As the director of defense procurement put it: "The vast majority of our contracts are fully funded, so there’s no need to terminate existing contracts unless the product is no longer needed." Lockheed treasurer Ken Possenriede agreed that sequestration was not a near-term problem: "If sequestration happens, just based on our normal business rhythm, we’re comfortable from a cash-on-hand standpoint that we’ll endure that."
How about military operations, including the war? Well, the war budget, which has never really been separate from the non-war budget — that’s a political fiction the executive branch and Congress set up, but the funds are, in reality, mixed — is included in a sequester, which might sound terrible for the troops in Afghanistan.
But, the reality is that the funds for DOD operations (war and much else) are very "fungible," as we budget wonks like to put it, meaning the funds can be moved around among programs pretty flexibly — from training to education to base operations to the costs of operating troops in the field. And OMB and the Pentagon agree that "PPAs," in operations land, means "accounts." And accounts are things like Army Operations and Maintenance, which can cover all of the above activities. So, the service managers would have 9.4 percent fewer funds than the Congress gave them, but significant flexibility to move them around, setting priorities and making choices. Let’s say they have a scalpel to work with, not a bludgeon.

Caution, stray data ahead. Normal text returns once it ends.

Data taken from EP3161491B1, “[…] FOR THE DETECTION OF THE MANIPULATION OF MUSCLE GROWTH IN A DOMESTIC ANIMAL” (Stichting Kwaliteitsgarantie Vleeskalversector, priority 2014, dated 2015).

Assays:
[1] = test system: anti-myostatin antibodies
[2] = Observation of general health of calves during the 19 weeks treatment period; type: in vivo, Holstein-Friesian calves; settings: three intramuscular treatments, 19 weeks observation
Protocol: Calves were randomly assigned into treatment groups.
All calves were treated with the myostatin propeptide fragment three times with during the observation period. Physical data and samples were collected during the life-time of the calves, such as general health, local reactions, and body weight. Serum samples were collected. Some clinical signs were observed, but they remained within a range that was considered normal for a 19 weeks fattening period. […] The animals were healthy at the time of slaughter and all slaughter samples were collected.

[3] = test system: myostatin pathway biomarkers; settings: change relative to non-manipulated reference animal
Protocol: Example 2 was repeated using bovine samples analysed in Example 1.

So what about research — the investments in the future of defense technology? Well, here, too, there would be 9.4 percent fewer dollars than appropriated. But R&D is what they call a "level of effort" area of funding — you buy as much R&D as the money allows, but you don’t have to cut items out of a production contract. And the Pentagon would have some flexibility as well, since most R&D "program elements" cover a variety of R&D projects, so fewer resources means setting priorities and making choices.
Beyond these technical flexibilities, DOD, like other departments, would also have recourse to reprogramming funds and using its general transfer authority. The flexibility here is pretty great; over the past decades some reprogram and transfer totals have been in the tens of billions of dollars. What it takes is making the same tough choices, many of them internal. A few, the transfers, would have to be communicated to Congress, where the senior leadership of the key authorizing and appropriating committees (who don’t want to devastate defense) would be likely to agree, especially as they were the most anxious to protect defense.